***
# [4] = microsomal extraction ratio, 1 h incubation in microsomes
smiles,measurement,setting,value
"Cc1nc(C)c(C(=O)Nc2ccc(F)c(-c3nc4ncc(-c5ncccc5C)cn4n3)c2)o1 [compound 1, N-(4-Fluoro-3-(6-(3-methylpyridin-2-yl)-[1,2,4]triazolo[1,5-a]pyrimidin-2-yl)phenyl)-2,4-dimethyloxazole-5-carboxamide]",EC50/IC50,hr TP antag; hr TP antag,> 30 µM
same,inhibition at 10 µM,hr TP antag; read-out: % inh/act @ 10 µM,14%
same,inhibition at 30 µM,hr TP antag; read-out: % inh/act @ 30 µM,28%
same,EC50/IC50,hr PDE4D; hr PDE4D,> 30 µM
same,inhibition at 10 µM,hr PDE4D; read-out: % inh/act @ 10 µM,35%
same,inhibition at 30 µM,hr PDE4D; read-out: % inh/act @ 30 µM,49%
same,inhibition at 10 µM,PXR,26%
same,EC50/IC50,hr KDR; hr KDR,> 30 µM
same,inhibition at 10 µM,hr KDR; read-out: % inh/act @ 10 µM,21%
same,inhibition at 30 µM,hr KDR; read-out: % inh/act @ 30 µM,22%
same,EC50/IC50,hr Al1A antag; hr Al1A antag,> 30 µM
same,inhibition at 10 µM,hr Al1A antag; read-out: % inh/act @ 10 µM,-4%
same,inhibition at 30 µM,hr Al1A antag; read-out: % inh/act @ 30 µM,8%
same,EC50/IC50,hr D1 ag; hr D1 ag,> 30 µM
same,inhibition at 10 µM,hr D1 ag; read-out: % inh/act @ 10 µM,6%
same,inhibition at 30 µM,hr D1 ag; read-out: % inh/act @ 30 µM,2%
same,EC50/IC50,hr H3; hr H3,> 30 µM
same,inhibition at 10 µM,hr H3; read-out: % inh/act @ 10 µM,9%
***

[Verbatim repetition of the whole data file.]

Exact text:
# [4] = microsomal extraction ratio, 1 h incubation in microsomes
smiles,measurement,setting,value
"Cc1nc(C)c(C(=O)Nc2ccc(F)c(-c3nc4ncc(-c5ncccc5C)cn4n3)c2)o1 [compound 1, N-(4-Fluoro-3-(6-(3-methylpyridin-2-yl)-[1,2,4]triazolo[1,5-a]pyrimidin-2-yl)phenyl)-2,4-dimethyloxazole-5-carboxamide]",EC50/IC50,hr TP antag; hr TP antag,> 30 µM
same,inhibition at 10 µM,hr TP antag; read-out: % inh/act @ 10 µM,14%
same,inhibition at 30 µM,hr TP antag; read-out: % inh/act @ 30 µM,28%
same,EC50/IC50,hr PDE4D; hr PDE4D,> 30 µM
same,inhibition at 10 µM,hr PDE4D; read-out: % inh/act @ 10 µM,35%
same,inhibition at 30 µM,hr PDE4D; read-out: % inh/act @ 30 µM,49%
same,inhibition at 10 µM,PXR,26%
same,EC50/IC50,hr KDR; hr KDR,> 30 µM
same,inhibition at 10 µM,hr KDR; read-out: % inh/act @ 10 µM,21%
same,inhibition at 30 µM,hr KDR; read-out: % inh/act @ 30 µM,22%
same,EC50/IC50,hr Al1A antag; hr Al1A antag,> 30 µM
same,inhibition at 10 µM,hr Al1A antag; read-out: % inh/act @ 10 µM,-4%
same,inhibition at 30 µM,hr Al1A antag; read-out: % inh/act @ 30 µM,8%
same,EC50/IC50,hr D1 ag; hr D1 ag,> 30 µM
same,inhibition at 10 µM,hr D1 ag; read-out: % inh/act @ 10 µM,6%
same,inhibition at 30 µM,hr D1 ag; read-out: % inh/act @ 30 µM,2%
same,EC50/IC50,hr H3; hr H3,> 30 µM
same,inhibition at 10 µM,hr H3; read-out: % inh/act @ 10 µM,9%